31-Jan-2004 -- Once again, we used the Ḥajj religious holiday to explore new areas within the Kingdom of Saudi Arabia. Our journey was divided into two separate sojourns because some people could only make it for the beginning of Ḥajj, some only at the end of Ḥajj, while others could complete both portions.
Of interest to us during the first part of the journey, was the "un-bagged" 22N 49E confluence and the "attempted" 22N 48E confluence. This took us east of Riyāḍ for 300 km to Ḥaraḍ, and then south for 80 km to Yabrīn, where the tar road ended. We then continued off-road for a further 450 km before reaching the main road at Laylā (300 km south of Riyāḍ).
We took extra fuel, as we knew that we would encounter sand but were unsure how much or how difficult. It was while we were filling up our cans at the fuel stop that we bumped into our old friends Andy and Frank. They and their party were heading out on a longer journey that would follow the 49th line right through the heart of the Rub` al-Khāliy desert. The 49th line, huh? This was not good news. Andy and Frank were converted into "confluence baggers" ("a"!!!) on a trip that we had done during the Ḥajj holiday a year previously.
Our party truck out south-west of the historical oasis town of Yabrīn. On route, we passed a tiny village and must have stirred some life into the sleepy inhabitants. For, as we left the village, a Land Cruiser sped passed us on the narrow dirt track at a breakneck speed and stopped the lead vehicle. The Saudi occupants were puzzled as to what we were doing there and offered us the customary invitation to go back and have tea with them. We politely declined their genuine hospitality and continued on our way to locate the graves.
The graves are a collection of thousands of bronze-age graves that are spread over an area of many square kilometres. The once neatly constructed graves, are now normally a mound of rocks that have been strewn about by the grave robbers. The mound often forms the centre of a circle of rocks approximately 80 meters in diameter. Sometimes there are lines of rocks forming spokes from the circle. We camped in this area and were able to explore these graves further, the following morning.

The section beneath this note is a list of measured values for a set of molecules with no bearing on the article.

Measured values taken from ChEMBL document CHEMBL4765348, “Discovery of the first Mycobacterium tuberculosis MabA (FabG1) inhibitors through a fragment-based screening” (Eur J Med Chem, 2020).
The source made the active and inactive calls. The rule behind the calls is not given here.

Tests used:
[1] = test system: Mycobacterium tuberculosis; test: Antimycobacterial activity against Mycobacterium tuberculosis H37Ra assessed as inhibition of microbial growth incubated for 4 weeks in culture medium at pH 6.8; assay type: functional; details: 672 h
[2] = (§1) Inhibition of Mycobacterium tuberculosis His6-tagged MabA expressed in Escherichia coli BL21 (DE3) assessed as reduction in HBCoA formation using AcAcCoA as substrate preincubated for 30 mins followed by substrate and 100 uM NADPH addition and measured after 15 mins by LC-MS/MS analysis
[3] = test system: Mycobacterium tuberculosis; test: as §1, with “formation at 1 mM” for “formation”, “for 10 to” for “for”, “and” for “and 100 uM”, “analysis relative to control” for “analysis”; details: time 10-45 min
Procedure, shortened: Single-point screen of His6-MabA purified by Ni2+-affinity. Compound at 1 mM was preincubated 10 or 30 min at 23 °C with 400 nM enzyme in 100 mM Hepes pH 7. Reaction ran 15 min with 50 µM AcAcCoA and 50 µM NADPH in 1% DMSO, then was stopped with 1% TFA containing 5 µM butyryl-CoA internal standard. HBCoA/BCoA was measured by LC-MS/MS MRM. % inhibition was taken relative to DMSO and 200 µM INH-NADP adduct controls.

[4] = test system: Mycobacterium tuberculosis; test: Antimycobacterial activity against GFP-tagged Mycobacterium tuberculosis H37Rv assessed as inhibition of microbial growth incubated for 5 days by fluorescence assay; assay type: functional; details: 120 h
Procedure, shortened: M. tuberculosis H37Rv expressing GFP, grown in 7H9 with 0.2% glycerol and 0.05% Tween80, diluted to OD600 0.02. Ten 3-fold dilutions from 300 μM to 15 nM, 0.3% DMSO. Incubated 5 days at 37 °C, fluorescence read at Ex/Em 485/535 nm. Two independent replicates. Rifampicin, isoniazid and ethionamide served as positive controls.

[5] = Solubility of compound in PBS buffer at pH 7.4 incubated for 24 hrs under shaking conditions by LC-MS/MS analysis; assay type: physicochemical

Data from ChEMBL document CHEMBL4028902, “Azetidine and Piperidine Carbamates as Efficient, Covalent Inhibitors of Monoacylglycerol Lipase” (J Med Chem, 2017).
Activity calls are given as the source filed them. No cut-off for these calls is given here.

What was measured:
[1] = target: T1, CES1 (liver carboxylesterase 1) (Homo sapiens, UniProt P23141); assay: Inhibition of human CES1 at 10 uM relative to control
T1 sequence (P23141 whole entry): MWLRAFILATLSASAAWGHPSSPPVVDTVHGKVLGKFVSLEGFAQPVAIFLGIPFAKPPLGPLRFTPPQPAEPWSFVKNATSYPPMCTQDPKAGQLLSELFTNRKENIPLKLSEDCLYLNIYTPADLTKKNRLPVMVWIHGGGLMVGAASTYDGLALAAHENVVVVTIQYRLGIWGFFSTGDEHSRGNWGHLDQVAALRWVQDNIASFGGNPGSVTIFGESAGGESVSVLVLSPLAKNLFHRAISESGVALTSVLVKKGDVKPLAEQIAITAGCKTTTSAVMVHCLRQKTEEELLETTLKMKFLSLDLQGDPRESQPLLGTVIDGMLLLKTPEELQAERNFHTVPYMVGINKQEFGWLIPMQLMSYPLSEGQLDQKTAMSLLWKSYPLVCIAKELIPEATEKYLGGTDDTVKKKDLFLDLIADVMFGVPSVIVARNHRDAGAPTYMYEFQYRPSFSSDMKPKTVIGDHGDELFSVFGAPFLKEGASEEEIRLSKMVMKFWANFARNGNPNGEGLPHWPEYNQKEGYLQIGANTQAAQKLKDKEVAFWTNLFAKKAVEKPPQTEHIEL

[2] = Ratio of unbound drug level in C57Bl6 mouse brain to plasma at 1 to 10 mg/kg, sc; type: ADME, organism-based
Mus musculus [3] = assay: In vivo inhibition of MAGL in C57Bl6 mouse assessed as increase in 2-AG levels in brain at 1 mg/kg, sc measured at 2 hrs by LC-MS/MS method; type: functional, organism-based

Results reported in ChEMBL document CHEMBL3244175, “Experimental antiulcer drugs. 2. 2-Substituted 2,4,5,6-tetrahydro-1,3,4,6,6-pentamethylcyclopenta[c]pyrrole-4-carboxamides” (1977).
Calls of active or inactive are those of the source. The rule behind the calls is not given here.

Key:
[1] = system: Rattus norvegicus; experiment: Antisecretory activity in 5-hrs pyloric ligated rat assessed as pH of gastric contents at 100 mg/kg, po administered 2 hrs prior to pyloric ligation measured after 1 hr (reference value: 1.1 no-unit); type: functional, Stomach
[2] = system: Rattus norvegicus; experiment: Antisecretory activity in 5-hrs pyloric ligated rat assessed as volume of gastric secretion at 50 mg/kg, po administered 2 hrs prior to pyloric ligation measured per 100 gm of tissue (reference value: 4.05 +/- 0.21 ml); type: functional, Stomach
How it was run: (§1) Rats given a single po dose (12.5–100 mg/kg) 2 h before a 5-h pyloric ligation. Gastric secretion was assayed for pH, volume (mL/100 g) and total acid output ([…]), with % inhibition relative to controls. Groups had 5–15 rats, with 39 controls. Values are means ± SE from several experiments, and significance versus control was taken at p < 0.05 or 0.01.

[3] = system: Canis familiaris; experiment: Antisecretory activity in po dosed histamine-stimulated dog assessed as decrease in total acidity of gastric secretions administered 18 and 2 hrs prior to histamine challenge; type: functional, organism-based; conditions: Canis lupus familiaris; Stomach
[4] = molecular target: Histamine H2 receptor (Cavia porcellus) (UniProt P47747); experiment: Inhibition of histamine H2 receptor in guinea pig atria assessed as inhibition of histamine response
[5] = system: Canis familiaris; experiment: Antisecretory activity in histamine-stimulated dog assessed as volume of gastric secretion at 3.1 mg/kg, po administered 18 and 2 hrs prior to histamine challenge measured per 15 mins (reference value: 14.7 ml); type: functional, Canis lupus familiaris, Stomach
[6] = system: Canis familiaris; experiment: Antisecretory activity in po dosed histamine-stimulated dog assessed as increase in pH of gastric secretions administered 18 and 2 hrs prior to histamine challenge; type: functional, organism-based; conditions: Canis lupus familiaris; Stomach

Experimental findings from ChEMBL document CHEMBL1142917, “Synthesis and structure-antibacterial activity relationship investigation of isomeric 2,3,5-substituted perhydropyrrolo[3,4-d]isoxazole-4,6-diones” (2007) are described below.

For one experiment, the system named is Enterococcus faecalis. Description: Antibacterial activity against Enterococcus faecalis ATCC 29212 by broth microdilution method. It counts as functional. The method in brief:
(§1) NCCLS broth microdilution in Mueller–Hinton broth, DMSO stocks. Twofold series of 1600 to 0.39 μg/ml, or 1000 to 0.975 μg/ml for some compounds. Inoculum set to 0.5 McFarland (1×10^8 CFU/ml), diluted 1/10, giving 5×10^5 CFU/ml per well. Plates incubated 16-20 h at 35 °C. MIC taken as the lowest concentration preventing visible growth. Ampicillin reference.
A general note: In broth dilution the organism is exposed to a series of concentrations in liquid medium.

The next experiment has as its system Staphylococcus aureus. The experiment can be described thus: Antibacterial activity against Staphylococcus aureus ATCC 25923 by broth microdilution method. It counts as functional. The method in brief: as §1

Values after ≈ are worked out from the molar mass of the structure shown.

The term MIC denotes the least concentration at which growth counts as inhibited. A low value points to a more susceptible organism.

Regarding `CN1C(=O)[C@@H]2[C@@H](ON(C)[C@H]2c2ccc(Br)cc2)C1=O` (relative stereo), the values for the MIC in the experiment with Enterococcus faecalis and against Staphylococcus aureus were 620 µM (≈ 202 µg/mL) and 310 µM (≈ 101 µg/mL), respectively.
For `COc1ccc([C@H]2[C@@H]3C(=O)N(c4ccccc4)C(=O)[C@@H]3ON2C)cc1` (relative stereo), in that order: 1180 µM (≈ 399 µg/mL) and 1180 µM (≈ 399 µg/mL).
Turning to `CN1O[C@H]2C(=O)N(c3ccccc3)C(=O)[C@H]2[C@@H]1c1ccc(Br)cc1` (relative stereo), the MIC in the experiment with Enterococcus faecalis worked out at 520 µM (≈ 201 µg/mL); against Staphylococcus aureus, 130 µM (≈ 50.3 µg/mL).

We then made for a small hill, on top of which was supposed to be a low cave containing wassums. These are territorial tribal markings that have been used by the nomadic tribes for centuries. We found many wassums on the ceiling of the cave, as well as on the surrounding sandstone rocks.
We then headed towards the 22N 49E confluence point. We tried to locate some Bedouin wells that were supposed to be along the route, but never managed to locate them. We could have been close to the wells, but the low, stony hills gradually disappeared and were replaced by more sandy areas, which made detection pretty difficult. In fact we encountered an area of "choppy" sand dunes interspersed with very soft sand "bowls". A lengthy vehicle extraction slowed our progress and, as we were running out of daylight, we decided to camp in the dunes.
The following morning, we set off to complete the final 10 km to the confluence point. The area was made up of irregular sand dunes with occasional patches of small, flat, gravel plains. We travelled on the gravel where we could until we saw fresh tracks descending a dune slip-face. Sure enough, Andy and Frank had beaten us to the confluence point. We now know how Scott must have felt at the South Pole. Still, "bagging" confluence points in Saudi Arabia is more about the adventures along the way than about the confluence point itself. And, we still had the adventure of visiting the 22N 48E confluence point, ahead of us.